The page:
NAB President Curtis LeGeyt Shares His Thoughts About CES 2022

CES 2022
(Image credit: Consumer Technology Association)

LAS VEGAS—Curtis LeGeyt, the new president/CEO of the National Association of Broadcasters attended the 2022 International CES this week, checking out new technologies, including progress on the ATSC 3.0 front as well as networking with colleagues. 


Curtis LeGeyt, NAB President/CEO (Image credit: NAB)

LeGeyt is no stranger to CES, attending every few years in the past in his roles as NAB's EVP for Government Relations and COO, but this is his first public event as the head of the NAB and he felt it was important to see what technologies will be driving broadcast TV into the future. 

NextGen TV
Top of mind is ATSC 3.0 (aka NextGen TV), which had a strong presence at the show. In a press event Wednesday evening, representatives of the organization described 2022 as a “breakout year" with nearly 45% of U.S. households within reach of a NextGen TV signal, sales of 3 million NextGen TV sets and new TVs and NextGen TV devices from Hisense, Samsung, LG, Sony and Tablo

LeGeyt thinks it’s important to get the perspective of the rollout from broadcasters who have already done it or are in the planning stages. 

“From a business perspective, I think as a trade association, we need to really understand where the technology is going,” LeGeyt said. “And for our members who—especially with regard to ATSC 3.0—are investing so much in deployment, but also looking ahead at all the various ways in which consumers are going to be consuming their content from both audio and video perspective.”

LeGeyt noted the conundrum that goes with launching a new technology while at the same time, encouraging the development of products to go along with it. 

“Obviously, this is a little bit of a ‘chicken and egg’ phenomenon when you launch any kind of new technology along these lines—you've got the deployment happening on one side but you also have to be very cognizant of the consumer electronic side of the coin and the ability for consumers to receive the content that's being distributed through the new standard,” he said.

NAB Show
With the NAB Show scheduled for April, LeGeyt was also doing some of his own reconnaissance for the annual gathering, which has been twice cancelled in the past two years. 

“I think CES and [CTA President] Gary Shapiro and his team deserve a ton of credit and I think the health and safety protocols here are proving to be very successful,” he said. “Everyone out on the show floor is masked, and there's room for distancing. I'm very, very encouraged by the feedback I'm getting from exhibitors here and also what I'm seeing for myself. I think that's gonna put real wind in our sails and makes me very encouraged for April."

And despite the current omicron wave, LeGeyt is “100%” confident that the show will go on as scheduled. 

“I think that this week demonstrates that there is a lot of pent up demand—both on the exhibitor side and the attendee side—for an in-person show where business actually gets done,” he said. “They were able to pull this off in what I would consider to be the worst possible timing and all signs indicate that we are going to be in a much better place from a health and safety perspective as a country in April.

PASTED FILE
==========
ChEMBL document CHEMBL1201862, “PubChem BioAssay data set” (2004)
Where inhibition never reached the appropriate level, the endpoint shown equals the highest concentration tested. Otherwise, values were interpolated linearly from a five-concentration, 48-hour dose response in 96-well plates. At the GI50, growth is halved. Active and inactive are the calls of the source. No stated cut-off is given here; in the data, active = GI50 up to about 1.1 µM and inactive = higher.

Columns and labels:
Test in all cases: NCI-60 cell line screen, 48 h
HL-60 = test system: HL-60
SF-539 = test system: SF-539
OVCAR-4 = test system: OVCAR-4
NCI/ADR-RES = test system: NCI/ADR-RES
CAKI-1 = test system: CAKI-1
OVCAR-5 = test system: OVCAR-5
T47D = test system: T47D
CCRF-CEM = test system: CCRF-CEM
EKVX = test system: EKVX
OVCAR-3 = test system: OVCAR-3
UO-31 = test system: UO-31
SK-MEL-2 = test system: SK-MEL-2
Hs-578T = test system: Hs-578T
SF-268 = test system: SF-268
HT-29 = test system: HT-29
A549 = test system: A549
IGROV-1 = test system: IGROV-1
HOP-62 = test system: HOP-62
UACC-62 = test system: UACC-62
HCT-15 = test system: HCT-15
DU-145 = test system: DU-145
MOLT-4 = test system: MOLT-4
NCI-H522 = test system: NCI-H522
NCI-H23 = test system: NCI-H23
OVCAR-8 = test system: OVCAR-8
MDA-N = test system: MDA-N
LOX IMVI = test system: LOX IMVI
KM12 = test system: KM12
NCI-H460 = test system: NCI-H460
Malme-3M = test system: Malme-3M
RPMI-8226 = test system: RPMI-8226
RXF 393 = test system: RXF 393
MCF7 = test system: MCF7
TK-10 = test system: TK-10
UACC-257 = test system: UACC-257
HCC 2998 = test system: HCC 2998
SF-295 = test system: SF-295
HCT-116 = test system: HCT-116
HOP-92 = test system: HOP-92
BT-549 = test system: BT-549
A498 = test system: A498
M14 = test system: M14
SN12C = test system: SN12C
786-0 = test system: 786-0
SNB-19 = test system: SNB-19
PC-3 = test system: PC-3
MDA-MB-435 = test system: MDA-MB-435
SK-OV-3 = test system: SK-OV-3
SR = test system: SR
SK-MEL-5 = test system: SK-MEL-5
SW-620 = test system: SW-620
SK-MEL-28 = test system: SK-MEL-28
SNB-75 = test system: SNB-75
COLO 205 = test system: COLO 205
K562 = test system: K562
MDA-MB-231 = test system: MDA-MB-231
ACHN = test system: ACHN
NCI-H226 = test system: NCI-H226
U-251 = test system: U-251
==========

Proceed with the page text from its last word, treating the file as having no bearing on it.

"We are pacing very, very well in terms of both exhibitor and attendee interest in our show," LeGeyt added. "Granted, it's a little like comparing apples and oranges, but metrics wise, it's really positive compared to even our previous ‘pre-COVID’ shows. And so we're extremely optimistic.” 

When asked if NAB would impose the same safety protocols as CES, LeGeyt said the association planned to follow CDC guidelines. 

“I think that that's going to be something that we continue to monitor between now and April because the health and safety guidance from the CDC continues to evolve,” he said. “But we will have a vaccination requirement consistent with what CES has done.”

LeGeyt also noted that attending CES has given him more insight into how changes at the Las Vegas Convention Center will impact the April show. 

“I think what I'm seeing at CES validates some changes that were already underway in terms of the format of our show floor,” he said. "The new West Hall is going to be a new venue for us in April and I think it affords all kinds of opportunities for a little bit more of an innovative layout. 

“Our designers were already taking advantage of that to basically ensure that, depending on what phase of the business cycle you're in—whether you're an exhibitor, whether you're in content creation, whether you're in distribution, or whether you're in the business of monetization—that we've got a layout set up in a way to make this as efficient as possible for the attendees who want to be focused on the business partners who match their their element of business,” LeGeyt said.

“I think this new layout with the West Hall just gives you a much more open and innovative way to organize the show floor and what this validates for me seeing in person is that the footprint that we've laid out is going to be a real win for both our exhibitors and for our attendees.”

Tom Butts

Tom has covered the broadcast technology market for the past 25 years, including three years handling member communications for the National Association of Broadcasters followed by a year as editor of Video Technology News and DTV Business executive newsletters for Phillips Publishing. In 1999 he launched for internet B2B portal Verticalnet. He is also a charter member of the CTA's Academy of Digital TV Pioneers. Since 2001, he has been editor-in-chief of TV Tech (, the leading source of news and information on broadcast and related media technology and is a frequent contributor and moderator to the brand’s Tech Leadership events.